"The Vedas still represent eternal truth in the purest form ever written."

"The level of understanding, knowledge, and wisdom contained in the Vedic hymns does not just spring out of nowhere. Nor does the language containing these, mankind's loftiest thoughts. The great Rig Veda, in ten thousand verses, contains an astounding stock of some thirty-five thousand words, all of them imbued with great elasticity and enormous potentiality for the coming of new terms."

"For the Vedic sages, the three great Realities were Creator, Creation and Language - all sacred, all interlinked."

Excerpted from: "Empire of the Soul: Some journeys in India" 
by Paul William Roberts.

Vedas (vid = knowledge) are the true knowledge. They are also `apara vidyas' (worldly education) because they teach what to aspire for in this world and what not to aspire for, what is the right attitude of a man in this world, and how to go about to attain what you are aspiring for. Through them, you can achieve Dharma (right conduct),  Artha (wealth) and Kama (Wordly Desires including sex, power and fame) -the first three of `Purusharthas”- the four desirable achievements of a human being. The fourth one is Moksha (liberation) which is attained through Upanishads- the later parts of vedas (called vedanta ). Upanishads are `para vidya' ,the knowledge about the achieving the liberation.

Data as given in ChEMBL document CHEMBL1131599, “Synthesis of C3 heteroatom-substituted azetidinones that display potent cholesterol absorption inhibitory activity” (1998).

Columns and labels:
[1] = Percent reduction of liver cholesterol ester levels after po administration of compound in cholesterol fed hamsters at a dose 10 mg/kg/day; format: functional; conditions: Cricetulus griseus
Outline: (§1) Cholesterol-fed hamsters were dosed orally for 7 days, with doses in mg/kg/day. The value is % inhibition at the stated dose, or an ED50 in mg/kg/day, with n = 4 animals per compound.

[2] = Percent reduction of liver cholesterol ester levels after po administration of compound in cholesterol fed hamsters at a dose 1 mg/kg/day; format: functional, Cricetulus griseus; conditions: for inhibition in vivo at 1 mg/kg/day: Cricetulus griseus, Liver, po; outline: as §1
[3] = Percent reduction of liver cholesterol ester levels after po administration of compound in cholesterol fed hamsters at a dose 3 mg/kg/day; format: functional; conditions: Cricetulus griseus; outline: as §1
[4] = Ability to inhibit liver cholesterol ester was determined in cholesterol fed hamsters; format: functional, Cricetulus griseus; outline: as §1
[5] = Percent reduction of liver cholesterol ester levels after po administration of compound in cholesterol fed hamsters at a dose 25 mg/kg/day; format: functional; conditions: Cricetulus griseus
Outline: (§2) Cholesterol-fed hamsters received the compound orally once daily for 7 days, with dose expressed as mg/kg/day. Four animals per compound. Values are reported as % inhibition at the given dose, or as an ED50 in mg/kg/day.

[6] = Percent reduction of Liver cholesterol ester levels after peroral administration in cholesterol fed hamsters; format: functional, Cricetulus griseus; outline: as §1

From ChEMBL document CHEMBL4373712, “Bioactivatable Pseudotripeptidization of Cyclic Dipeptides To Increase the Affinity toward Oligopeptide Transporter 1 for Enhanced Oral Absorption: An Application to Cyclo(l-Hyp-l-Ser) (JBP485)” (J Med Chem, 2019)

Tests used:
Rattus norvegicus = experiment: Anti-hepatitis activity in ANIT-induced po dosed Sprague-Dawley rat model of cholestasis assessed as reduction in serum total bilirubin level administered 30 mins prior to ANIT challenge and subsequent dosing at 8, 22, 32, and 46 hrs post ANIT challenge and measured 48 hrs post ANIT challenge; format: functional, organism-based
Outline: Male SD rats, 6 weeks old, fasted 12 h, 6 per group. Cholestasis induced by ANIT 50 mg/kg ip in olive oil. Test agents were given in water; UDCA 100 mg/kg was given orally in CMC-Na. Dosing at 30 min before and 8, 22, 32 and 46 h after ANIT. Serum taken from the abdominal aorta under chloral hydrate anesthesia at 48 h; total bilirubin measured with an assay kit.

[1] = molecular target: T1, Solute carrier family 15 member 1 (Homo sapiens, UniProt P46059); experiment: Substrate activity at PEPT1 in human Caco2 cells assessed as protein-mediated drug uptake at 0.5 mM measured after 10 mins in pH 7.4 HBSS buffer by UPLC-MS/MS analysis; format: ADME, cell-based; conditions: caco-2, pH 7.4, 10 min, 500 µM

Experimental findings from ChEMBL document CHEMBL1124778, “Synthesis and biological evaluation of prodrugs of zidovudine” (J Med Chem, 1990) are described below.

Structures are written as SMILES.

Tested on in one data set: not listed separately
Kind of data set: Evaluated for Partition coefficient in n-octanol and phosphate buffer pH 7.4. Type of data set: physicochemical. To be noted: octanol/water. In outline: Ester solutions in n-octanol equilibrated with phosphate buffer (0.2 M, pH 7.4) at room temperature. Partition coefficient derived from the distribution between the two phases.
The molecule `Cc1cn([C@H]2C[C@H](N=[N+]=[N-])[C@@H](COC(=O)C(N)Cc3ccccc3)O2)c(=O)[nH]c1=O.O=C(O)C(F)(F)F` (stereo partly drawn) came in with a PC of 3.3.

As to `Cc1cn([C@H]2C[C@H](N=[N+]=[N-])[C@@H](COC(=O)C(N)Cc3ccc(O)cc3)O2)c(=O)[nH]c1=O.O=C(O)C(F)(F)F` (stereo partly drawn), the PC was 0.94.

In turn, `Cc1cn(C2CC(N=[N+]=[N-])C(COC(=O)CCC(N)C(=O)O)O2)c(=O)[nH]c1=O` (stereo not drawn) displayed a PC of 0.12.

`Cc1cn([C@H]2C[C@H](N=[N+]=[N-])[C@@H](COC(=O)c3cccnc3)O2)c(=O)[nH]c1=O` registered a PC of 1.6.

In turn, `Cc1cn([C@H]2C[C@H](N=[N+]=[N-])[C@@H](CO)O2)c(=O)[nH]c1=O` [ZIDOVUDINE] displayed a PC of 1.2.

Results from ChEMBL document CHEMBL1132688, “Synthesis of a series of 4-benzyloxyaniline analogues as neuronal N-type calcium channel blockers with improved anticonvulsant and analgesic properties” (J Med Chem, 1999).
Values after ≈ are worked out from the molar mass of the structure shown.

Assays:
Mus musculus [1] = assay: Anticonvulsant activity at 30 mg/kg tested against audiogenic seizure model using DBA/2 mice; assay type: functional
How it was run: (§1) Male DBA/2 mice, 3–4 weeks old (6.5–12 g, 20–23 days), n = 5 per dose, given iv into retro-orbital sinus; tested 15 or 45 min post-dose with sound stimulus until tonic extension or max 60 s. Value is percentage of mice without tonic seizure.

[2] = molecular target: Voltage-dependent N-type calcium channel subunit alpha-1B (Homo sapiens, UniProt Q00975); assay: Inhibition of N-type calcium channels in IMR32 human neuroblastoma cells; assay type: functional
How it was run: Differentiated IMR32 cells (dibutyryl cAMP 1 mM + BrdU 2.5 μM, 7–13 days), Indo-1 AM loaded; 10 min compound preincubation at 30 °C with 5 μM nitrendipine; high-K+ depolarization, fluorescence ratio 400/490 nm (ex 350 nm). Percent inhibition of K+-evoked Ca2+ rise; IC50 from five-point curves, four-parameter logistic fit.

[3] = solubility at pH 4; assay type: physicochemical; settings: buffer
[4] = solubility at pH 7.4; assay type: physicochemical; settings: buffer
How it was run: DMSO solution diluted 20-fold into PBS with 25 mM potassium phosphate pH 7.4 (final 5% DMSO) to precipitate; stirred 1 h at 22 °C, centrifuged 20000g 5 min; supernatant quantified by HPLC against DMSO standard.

Vedas are mostly told in Verse form. These verses are sacred and cannot be chanted as and when liked or without the proper nishta. The intonation and meter and spelling are a must for vedas. The verses are called 'mantras' (sacred hymns) in sanskrit and they are supposed to be having super natural powers.

“Ananto Vaidah”: vedas are endless. Basically in the olden days, all compilations of knowledge went by the name of vedas and hence they became too numerous to be counted. They were very difficult to study and understand in the beginning . It was Vyaasa who has segregated them and reorganized them into first three ( and hence the name “trayee”-triad) and later into four, so that it is easier to study.